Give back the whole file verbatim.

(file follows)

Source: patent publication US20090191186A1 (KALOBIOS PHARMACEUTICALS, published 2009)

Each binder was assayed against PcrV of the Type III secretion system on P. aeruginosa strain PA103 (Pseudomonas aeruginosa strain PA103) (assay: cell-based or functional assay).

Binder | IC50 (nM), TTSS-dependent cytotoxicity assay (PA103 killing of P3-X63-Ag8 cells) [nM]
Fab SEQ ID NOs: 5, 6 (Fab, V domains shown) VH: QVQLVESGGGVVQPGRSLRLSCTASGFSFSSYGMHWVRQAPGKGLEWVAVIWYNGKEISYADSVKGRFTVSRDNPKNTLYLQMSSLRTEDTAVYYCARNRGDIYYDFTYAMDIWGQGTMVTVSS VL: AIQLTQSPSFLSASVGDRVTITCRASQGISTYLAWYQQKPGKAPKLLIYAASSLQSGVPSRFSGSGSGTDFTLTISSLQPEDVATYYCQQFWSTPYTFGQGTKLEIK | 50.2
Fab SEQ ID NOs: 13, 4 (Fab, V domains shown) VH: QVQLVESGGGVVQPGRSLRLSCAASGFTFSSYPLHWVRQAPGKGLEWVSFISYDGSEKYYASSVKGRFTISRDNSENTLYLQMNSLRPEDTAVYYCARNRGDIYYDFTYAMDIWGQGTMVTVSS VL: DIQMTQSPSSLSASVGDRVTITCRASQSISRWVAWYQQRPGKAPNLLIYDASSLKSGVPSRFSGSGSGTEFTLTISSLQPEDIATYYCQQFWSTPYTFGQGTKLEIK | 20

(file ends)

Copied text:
Source: patent publication US20090191186A1 (KALOBIOS PHARMACEUTICALS, published 2009)

Each binder was assayed against PcrV of the Type III secretion system on P. aeruginosa strain PA103 (Pseudomonas aeruginosa strain PA103) (assay: cell-based or functional assay).

Binder | IC50 (nM), TTSS-dependent cytotoxicity assay (PA103 killing of P3-X63-Ag8 cells) [nM]
Fab SEQ ID NOs: 5, 6 (Fab, V domains shown) VH: QVQLVESGGGVVQPGRSLRLSCTASGFSFSSYGMHWVRQAPGKGLEWVAVIWYNGKEISYADSVKGRFTVSRDNPKNTLYLQMSSLRTEDTAVYYCARNRGDIYYDFTYAMDIWGQGTMVTVSS VL: AIQLTQSPSFLSASVGDRVTITCRASQGISTYLAWYQQKPGKAPKLLIYAASSLQSGVPSRFSGSGSGTDFTLTISSLQPEDVATYYCQQFWSTPYTFGQGTKLEIK | 50.2
Fab SEQ ID NOs: 13, 4 (Fab, V domains shown) VH: QVQLVESGGGVVQPGRSLRLSCAASGFTFSSYPLHWVRQAPGKGLEWVSFISYDGSEKYYASSVKGRFTISRDNSENTLYLQMNSLRPEDTAVYYCARNRGDIYYDFTYAMDIWGQGTMVTVSS VL: DIQMTQSPSSLSASVGDRVTITCRASQSISRWVAWYQQRPGKAPNLLIYDASSLKSGVPSRFSGSGSGTEFTLTISSLQPEDIATYYCQQFWSTPYTFGQGTKLEIK | 20